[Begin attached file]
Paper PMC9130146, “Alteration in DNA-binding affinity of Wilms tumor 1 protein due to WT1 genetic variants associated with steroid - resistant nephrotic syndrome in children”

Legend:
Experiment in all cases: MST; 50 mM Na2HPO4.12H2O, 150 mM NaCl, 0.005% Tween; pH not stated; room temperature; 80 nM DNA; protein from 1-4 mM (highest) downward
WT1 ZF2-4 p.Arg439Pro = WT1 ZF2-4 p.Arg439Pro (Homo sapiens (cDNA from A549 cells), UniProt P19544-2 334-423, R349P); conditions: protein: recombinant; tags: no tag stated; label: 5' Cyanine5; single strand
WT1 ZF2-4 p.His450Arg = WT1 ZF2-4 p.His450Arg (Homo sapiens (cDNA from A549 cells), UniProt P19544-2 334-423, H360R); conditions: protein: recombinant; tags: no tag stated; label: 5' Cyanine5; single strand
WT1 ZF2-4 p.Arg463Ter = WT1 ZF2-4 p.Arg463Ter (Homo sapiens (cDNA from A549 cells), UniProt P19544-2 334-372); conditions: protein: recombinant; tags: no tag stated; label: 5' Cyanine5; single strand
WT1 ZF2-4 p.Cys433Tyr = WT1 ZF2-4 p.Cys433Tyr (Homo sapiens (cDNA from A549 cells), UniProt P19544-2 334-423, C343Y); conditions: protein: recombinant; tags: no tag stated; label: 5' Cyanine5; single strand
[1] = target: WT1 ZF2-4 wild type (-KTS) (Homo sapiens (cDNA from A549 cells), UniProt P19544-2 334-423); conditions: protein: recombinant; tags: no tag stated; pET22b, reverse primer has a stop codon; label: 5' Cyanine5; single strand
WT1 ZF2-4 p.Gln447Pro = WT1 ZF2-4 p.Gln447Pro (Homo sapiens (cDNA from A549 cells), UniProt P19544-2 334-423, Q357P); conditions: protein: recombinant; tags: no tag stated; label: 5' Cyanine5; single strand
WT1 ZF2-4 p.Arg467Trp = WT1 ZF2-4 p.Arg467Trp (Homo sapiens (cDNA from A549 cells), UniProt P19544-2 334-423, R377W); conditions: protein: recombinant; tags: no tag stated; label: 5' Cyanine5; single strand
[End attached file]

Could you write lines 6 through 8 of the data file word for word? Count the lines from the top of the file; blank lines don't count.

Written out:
WT1 ZF2-4 p.Arg463Ter = WT1 ZF2-4 p.Arg463Ter (Homo sapiens (cDNA from A549 cells), UniProt P19544-2 334-372); conditions: protein: recombinant; tags: no tag stated; label: 5' Cyanine5; single strand
WT1 ZF2-4 p.Cys433Tyr = WT1 ZF2-4 p.Cys433Tyr (Homo sapiens (cDNA from A549 cells), UniProt P19544-2 334-423, C343Y); conditions: protein: recombinant; tags: no tag stated; label: 5' Cyanine5; single strand
[1] = target: WT1 ZF2-4 wild type (-KTS) (Homo sapiens (cDNA from A549 cells), UniProt P19544-2 334-423); conditions: protein: recombinant; tags: no tag stated; pET22b, reverse primer has a stop codon; label: 5' Cyanine5; single strand